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In an effort to estimate the total value of fancy color diamonds (FCDs) produced annually (referred to as “Market Size”), one must estimate the total number of FCDs produced each year in every color, size, and saturation. Then, this number needs to be multiplied by the market value of each diamond “type”. For instance, to calculate the market size of 5 carat Fancy Yellow diamonds produced annually in all shapes (~X), one needs to consider the wholesale price per carat, obtained from the Fancy Color Diamond Index, and multiply it by the number of diamonds of this “type”. Given the vast range of sizes (up to 100 carats), the multitude of colors with modifiers, a variety of saturations, and different clarities, there are thousands of diamond “types” in the FCD market. To handle this extensive number, a sensible methodology needs to be implemented, which will be further detailed. For this exercise, we utilized all relevant databases of the FCRF, including the “Rarity database” and the “FCRF Price Index”. We also gathered additional information from market suppliers as necessary.

Our approach began with outlining the total number of diamonds in 25 different weight categories for each diamond color, encompassing all shapes and saturations. We specifically selected three weights (1, 3, and 10 carats) for each diamond color and calculated the average price per carat at each weight, taking into account the breakdown of saturations relevant to the given weight. See the example below.

To calculate the price per carat for each weight category under 3 carat the average price for 1 carat and 3 carat was used to create the price trend for low weight diamonds (0.18 carat to 2.99 carat). See graph below for Yellow diamonds.

Above is a sample chart for yellow fancy color diamonds in the 1-carat category (excluding the deep grade). On the right column, the percentages of each saturation are displayed, which were used to calculate the average price for this weight category. The same process was carried out for all main carat sizes in every color combination. Prices for missing weights were completed using the observation graphs.

The two charts above illustrate an inverse relationship between price per carat and weight. The price transition between the weight categories is more pronounced in the lower weight range compared to the higher weight range. The curved line indicates that the price per carat moderates as the carat weight increases.

The first row of graphs reflects the prices per carat between 0.18 and 2.99 carats, while the second row represents sizes of 3.00 carats and above. The graph shows an inverse relationship between carat weight and the differences in price per carat as the carat weight increases. This occurs because larger carat weights pose a greater challenge for buyers in terms of the total dollar amount of the diamond. As a result, the price per carat remains relatively constant and does not change significantly.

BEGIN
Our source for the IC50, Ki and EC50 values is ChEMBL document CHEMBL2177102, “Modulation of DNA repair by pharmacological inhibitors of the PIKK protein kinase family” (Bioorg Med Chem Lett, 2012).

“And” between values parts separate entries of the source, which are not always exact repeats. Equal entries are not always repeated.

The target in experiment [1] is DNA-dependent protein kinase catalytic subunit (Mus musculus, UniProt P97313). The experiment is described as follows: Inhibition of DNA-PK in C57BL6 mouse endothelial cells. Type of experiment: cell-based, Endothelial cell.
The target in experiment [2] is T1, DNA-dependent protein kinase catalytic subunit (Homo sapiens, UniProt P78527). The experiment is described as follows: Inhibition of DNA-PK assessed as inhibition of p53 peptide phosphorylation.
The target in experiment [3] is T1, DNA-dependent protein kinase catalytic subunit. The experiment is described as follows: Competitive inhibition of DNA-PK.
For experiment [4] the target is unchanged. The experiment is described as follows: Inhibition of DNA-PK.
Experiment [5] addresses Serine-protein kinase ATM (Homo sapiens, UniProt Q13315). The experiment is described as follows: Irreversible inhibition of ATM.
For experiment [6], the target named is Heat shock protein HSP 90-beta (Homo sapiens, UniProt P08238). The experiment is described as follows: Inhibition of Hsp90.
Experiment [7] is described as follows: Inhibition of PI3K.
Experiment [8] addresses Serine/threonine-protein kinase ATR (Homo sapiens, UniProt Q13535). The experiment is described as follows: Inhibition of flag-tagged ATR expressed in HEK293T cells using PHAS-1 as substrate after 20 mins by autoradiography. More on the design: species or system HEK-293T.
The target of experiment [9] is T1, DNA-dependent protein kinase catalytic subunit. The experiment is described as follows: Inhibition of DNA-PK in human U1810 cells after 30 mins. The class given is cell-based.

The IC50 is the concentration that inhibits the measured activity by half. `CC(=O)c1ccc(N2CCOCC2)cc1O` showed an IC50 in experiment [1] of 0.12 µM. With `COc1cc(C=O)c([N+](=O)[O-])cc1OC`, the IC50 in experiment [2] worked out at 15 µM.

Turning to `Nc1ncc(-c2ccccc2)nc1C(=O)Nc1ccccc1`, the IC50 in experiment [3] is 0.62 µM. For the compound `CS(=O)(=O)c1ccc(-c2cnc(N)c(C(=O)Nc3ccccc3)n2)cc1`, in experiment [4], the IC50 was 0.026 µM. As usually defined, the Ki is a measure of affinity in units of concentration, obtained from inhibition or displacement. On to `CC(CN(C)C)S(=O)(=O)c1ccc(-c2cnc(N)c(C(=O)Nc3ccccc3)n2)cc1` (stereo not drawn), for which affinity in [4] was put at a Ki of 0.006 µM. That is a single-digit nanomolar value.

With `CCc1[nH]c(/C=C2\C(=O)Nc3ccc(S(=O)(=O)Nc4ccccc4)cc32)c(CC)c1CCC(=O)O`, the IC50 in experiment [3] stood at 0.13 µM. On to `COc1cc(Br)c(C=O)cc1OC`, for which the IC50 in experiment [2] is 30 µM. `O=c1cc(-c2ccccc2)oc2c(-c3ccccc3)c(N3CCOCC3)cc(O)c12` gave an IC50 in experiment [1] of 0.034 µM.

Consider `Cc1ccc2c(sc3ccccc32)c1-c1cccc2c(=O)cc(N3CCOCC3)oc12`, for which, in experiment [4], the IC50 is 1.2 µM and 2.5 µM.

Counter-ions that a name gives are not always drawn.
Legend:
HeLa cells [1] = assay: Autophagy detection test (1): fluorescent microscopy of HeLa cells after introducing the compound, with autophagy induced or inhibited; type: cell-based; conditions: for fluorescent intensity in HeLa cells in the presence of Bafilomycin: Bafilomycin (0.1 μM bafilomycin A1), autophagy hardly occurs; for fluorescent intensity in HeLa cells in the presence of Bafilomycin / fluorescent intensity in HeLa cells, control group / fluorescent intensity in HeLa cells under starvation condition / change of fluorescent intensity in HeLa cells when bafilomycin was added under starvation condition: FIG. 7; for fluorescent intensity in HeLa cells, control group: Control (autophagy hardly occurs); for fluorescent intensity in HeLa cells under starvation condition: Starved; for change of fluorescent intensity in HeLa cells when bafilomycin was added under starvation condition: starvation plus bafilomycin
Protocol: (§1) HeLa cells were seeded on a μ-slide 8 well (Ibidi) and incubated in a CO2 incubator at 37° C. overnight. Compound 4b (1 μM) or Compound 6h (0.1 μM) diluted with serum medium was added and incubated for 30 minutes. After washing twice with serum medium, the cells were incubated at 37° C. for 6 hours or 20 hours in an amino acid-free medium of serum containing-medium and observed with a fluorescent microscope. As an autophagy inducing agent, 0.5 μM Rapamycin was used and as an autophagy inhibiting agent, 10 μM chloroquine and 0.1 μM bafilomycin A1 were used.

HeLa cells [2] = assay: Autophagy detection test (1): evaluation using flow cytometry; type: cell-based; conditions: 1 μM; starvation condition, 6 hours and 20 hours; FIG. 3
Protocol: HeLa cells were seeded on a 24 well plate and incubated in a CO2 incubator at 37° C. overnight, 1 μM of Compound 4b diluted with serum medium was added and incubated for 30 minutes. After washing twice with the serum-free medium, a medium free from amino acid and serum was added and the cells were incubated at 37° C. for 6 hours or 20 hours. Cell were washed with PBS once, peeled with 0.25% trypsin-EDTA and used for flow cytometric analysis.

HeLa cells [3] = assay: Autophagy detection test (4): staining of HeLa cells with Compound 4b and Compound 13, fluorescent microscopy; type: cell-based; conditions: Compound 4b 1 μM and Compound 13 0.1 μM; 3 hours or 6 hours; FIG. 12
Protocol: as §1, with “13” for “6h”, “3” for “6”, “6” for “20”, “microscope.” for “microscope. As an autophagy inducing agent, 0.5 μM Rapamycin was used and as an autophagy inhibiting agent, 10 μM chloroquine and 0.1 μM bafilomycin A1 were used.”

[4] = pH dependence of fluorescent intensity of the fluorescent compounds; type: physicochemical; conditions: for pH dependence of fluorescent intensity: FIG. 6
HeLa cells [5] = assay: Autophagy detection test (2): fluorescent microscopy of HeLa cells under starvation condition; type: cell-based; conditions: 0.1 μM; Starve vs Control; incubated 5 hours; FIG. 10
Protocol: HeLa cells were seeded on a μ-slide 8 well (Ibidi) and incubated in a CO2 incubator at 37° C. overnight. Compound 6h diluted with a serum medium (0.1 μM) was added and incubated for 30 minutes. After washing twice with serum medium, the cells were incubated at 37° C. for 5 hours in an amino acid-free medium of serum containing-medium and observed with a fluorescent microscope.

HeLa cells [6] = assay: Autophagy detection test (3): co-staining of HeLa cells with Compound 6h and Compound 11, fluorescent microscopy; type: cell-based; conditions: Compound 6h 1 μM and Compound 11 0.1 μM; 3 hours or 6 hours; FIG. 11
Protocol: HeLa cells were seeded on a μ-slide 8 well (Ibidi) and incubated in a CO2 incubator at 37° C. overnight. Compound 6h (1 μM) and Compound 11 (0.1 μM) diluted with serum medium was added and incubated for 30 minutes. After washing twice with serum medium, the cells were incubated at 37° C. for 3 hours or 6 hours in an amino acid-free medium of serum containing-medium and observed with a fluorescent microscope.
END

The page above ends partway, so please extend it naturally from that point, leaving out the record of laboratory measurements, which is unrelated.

The total number of new fancy color diamonds entering the market and passing through the GIA lab in a year is estimated to range from 90,000 to 110,000. This figure also includes diamonds from the preowned market that receive a new report. Please note that fancy color diamonds without a GIA report are not accounted for in this estimation.
* The numbers in the table include all possible modifiers and color combinations, which are included within the solid colors figures. The Red market value reflects the pre-closure period of the Argyle mine.


According to the World Federation of Diamond Bourses, there are 28,780 registered companies who act under the umbrella of this organization that represents the wholesale segment of all the diamond industry. With bourses in Tel Aviv and Australia, Antwerp and South Africa, New York and Tokyo, Mumbai to the West coast of the USA, and many others. It is important to note that there are relevant trading centers that are not included under this organization whose contribution cannot be ignored such as Switzerland, Brazil, Russia, Indonesia.

Out of all these markets, the estimated global number of companies who actively manufacture and trade within this $4.5 billion dollar market of natural fancy color diamonds is estimated to be between 350 to 400 companies, in various sizes.

The unique fancy color diamond segment includes a variety of companies and individuals who specialize in different parts of this multi-faceted industry. Indian companies who produce thousands of carats of melée as well as independent adventurers from Antwerp who travel to the forests of Brazil, whose entire yearly activity can be summed up in 30 diamonds with exotic colors. It includes veteran dealers from Geneva who specialize in rare diamonds, as well as mid-size dealers on the east and west coast of the US, servicing the largest market in the world of independent jewelry stores, situated between the two coasts. It also includes the Israeli diamond bourse that is the most active marketplace of fancy color specialists situated under one roof and Far East diamond traders who supply the needs of novice Chinese clients.

Meanwhile, the trade of fancy color rough diamonds has undergone significant changes. Previously, it was common for rough dealers to trade color rough with manufacturers. However, the current trend involves rough dealers receiving color rough from mining companies and either manufacturing it themselves or collaborating with other traders who possess the expertise to market it downstream and maximize profitability. This shift reflects a new approach in the industry’s supply chain for fancy color rough diamonds.